Ages: 4-8
Cultural Context: multicultural

Sunday, January 28, 2007

A River Dream by Allen Say

32 pages. 1988.

Mark uses a dream of a fishing trip to help himself through a fever and to learn something about himself. His uncle sends him a box of fishing lures, which reminds him of a fishing trip they took together, and this inspires a dream that feels very real. In the dream, Mark imagines fishing with his uncle, very skillfully, and discovers that he wants to let fish go rather than kill them. After this dream, his fever breaks. This story offers children an example of how to use imagination to cope with being sick.

Ages: 5-8
Cultural Context: multicultural

Sunday, January 21, 2007

Harry's Box by Angela McAllister

Illustrated by Jenny Jones. 32 pages. Bloomsbury, 2003.

After Harry has helped his mother shop, the grocery box becomes all kinds of things in Harry's imagination: a shop, a lion's den, a pirate ship, an undersea cave, and a castle. Harry and his dog inhabit these imaginary worlds as a shopkeeper and a customer, an octopus and a dog-fish, and other characters. When Harry's mother, the king's foe, arrives at the castle, he decides to be friends with her, and puts the box behind the couch. There it becomes a cozy bed where Harry and his dog can dream of past and future imaginary worlds. This story shows children how to imbue an ordinary object with imagination.

Ages: 3-7
Cultural Context: European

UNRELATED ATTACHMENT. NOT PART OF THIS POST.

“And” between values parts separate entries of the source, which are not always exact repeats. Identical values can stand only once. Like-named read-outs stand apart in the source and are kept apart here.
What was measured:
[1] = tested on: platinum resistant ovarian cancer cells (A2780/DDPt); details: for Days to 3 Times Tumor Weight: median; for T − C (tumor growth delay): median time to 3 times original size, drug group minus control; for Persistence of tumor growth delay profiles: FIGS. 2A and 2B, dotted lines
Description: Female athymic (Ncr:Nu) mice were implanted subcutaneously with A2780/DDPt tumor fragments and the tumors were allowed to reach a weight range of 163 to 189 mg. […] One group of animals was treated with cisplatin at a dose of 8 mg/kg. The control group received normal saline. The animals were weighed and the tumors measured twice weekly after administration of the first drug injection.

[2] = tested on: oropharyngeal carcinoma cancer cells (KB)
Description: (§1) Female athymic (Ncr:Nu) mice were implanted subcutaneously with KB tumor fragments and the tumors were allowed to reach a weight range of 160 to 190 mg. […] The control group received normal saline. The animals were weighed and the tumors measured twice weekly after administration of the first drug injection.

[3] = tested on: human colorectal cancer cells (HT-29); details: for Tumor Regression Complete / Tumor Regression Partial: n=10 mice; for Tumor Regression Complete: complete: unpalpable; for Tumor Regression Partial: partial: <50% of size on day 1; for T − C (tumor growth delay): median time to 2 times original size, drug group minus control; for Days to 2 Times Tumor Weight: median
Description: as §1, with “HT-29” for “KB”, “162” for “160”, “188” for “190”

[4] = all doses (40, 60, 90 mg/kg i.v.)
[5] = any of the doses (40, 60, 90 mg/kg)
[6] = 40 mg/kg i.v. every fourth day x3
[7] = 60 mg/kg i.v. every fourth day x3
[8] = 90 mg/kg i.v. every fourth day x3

Sunday, January 7, 2007

ABC I Like Me by Nancy Carlson

32 pages. Viking Penguin, 1997.

The little pig from Nancy Carlson's book I Like Me and her mouse and frog friends use the letters of the alphabet to celebrate their good feelings about themselves. Each letter is related to a positive attribute; for example, A for awesome, B for brave, and C for cheerful. Children can use the characters' examples to appreciate their own positive qualities.

Ages: 2-6
Cultural Context: non-human

About the Author

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Jacqueline Golding, Ph.D. is a psychologist in private practice in Pleasanton, California who works with children, teens, and adults. A graduate of Yale University, Dr. Golding earned her Ph.D. in psychology at the University of California, Los Angeles and completed a post-doctoral fellowship at the Central Contra Costa County Child, Adolescent, and Family Mental Health Service in Concord, California. She holds an appointment as Professor Emeritus at the University of California, San Francisco and has published over 100 articles in scientific and professional journals on topics such as trauma, depression, and cultural issues in mental health. Dr. Golding is represented by the Levine Greenberg Literary Agency.